Posted by: revbookburn | July 28, 2009 7:13 PM

the NFL has a carefully manufactured image that is very valuable to each of the owners in the league. it is the commissioner's job to protect and enhance that image. his job depends on satisfying the owners that he is indeed looking out for their best interests.

so i'm afraid you are wrong mr. wilbon.
michael vick is the responsible party for the jam he finds himself in. no one else is responsible. not the commissioner and not the rest of the nfl. vick will have to make the best of what the NFL is offering him. if no owner will take him he'll have to find employment elsewhere.

Posted by: surlydoc | July 29, 2009 12:38 AM

Vick should not be rewarded in any way after the crimes he commited. Allowing him to play football, which he seems to enjoy, would be rewarding him.

Absolutely NOT, No way, no how, not now, not ever.


Call me if you need a woman to kick his wussy azz!

Posted by: Rubiconski | July 29, 2009 1:44 AM

Right on Mike. Talk about piling on. This almost sounds like a personal vendetta from the Commissioner. I wonder if he'll be as tough on the guy from Cleveland who ran down a man while he was driving drunk. And if he is, will the outrage still be there when HE gets re-instated?

Posted by: oldwolf53 | July 29, 2009 11:30 AM

I guess I'm old school. I say no NFL for felons. Period.

Think of the ad potential: "The only felons at this game are in the stands!!"

"Felon Free Zone"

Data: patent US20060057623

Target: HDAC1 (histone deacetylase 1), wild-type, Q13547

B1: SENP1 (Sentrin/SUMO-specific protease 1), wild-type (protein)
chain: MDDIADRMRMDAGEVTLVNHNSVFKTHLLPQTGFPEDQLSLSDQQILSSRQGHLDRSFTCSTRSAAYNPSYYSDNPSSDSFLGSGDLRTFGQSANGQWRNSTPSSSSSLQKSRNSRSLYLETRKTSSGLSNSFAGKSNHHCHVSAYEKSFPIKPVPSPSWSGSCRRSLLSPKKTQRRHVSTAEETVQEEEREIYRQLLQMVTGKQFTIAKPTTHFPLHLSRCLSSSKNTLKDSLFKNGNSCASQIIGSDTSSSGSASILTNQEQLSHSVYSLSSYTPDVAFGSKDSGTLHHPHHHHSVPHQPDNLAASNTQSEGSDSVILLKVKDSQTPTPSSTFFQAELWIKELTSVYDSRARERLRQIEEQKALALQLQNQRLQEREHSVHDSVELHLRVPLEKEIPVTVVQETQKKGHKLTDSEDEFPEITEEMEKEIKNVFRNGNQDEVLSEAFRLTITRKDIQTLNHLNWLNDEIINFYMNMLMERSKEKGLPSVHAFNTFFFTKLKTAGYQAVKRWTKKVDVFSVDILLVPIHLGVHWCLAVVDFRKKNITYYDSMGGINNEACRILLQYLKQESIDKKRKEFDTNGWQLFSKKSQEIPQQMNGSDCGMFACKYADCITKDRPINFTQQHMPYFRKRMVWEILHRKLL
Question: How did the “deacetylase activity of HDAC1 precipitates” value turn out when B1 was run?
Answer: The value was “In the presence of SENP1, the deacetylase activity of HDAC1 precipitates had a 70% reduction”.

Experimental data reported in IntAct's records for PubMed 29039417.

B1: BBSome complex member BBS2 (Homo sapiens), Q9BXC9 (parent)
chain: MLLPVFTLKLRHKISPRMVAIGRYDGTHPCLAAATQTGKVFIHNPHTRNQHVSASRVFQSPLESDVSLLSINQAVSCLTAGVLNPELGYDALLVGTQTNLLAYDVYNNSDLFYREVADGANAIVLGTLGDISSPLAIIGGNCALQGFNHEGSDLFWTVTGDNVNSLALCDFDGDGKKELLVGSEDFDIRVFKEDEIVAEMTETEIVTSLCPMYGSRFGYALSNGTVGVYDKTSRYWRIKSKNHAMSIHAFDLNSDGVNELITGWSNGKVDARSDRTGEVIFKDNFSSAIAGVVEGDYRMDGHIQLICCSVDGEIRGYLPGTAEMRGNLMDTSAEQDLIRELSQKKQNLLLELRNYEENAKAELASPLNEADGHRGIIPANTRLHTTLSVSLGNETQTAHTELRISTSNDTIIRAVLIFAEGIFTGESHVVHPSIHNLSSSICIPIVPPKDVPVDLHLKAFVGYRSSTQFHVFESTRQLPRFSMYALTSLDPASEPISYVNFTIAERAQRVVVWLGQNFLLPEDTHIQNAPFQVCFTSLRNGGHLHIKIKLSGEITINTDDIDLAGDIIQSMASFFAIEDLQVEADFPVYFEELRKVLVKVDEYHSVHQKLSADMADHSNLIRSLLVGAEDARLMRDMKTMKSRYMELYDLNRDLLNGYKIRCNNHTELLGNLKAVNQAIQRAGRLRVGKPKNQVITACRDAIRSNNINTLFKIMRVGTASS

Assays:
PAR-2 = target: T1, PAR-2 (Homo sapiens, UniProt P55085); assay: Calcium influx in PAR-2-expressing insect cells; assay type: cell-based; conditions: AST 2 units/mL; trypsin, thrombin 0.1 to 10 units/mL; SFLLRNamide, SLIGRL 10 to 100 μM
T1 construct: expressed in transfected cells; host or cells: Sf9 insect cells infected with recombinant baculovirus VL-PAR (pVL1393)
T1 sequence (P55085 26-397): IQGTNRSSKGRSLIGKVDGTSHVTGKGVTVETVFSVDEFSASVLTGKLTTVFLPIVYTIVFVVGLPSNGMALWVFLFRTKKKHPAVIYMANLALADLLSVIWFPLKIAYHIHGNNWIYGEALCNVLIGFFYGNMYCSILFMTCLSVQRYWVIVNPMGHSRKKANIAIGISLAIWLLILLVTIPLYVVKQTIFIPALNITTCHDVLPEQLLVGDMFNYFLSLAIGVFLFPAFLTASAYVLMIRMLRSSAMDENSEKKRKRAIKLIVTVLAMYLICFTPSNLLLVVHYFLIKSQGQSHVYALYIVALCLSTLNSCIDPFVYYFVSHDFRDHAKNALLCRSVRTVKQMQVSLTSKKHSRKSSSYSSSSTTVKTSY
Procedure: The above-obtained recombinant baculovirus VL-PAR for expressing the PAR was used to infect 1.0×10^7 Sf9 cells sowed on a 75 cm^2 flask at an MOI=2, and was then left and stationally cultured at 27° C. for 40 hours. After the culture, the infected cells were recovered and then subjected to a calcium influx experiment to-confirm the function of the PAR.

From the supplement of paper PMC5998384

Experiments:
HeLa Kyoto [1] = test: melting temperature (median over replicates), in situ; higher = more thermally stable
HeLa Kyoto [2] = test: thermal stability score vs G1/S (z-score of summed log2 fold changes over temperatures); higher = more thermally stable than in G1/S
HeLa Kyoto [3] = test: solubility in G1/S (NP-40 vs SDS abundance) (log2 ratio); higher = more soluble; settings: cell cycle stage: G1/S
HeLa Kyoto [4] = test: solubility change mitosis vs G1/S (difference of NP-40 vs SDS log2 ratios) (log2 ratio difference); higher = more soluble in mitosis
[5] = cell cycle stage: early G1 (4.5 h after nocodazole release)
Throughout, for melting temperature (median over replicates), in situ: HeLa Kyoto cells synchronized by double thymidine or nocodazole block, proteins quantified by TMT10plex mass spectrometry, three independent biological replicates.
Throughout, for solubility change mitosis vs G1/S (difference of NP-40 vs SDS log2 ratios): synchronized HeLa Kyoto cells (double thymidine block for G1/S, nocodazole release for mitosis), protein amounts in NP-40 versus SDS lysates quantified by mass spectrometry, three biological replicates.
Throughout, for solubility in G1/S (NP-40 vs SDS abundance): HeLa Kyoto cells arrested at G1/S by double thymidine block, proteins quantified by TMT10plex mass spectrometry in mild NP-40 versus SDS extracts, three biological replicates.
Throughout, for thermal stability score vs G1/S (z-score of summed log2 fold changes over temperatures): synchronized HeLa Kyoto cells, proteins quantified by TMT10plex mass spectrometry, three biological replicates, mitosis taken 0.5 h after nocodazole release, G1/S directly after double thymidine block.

It's always been difficult to understand how people who are paid SO MUCH become involved in crime. Oh sure, I understand the occasional crime of passion, because that crime respects no income level. But multi-millionaires carrying concealed weapons where it is a felony, running dog fighting rings? I don't get it.

Goodell may be trying to maintain some kind of image for the NFL, and perhaps for some rabid fans, that image is a respectable one. Not for me. A lifelong Redskins fan, every drip drip of outrageous behavior by NFL players over the years has drained me of my interest. I no longer go to or watch the games.

The NFL image: to me it is --- for the most part --- a bunch of overpaid thugs who probably can't read, but allegedly graduated from college; many are felons, and society, especially the media goes to extraordinary lengths to look over, past, and through the failure of the league to keep its player roster free from people who have no respect for the league or the game.

Posted by: Curmudgeon10 | July 29, 2009 12:06 PM

I am truly "old school". I don't believe one mistake should end or even characterize your life. Many of the pet owners of America are also Christians, who should believe in forgiveness; however, these Christians are only Christians when it's comfortable.
I really don't believe these Christians lack forgiveness but have an overabundance of jealousy. "How dare this Black Man make more money in a year, than I will make in a lifetime for doing something, I am truly poor at doing. How dare they come from the slums of America and be given an opportunity that I can't have. How dare they do wrong while having an opportunity I would love to have."
Relax and understand the truth. The NFL does not really care what you think. As soon as it becomes more profitable to have Vick than not to have him, he will play. And by the way, I did not notice you commenting on the executives who chose to issue tainted peanut butter that killed people in AMERICA. (Guess they did not come from the ghetto, so who cares)

Posted by: noname31 | August 3, 2009 5:18 PM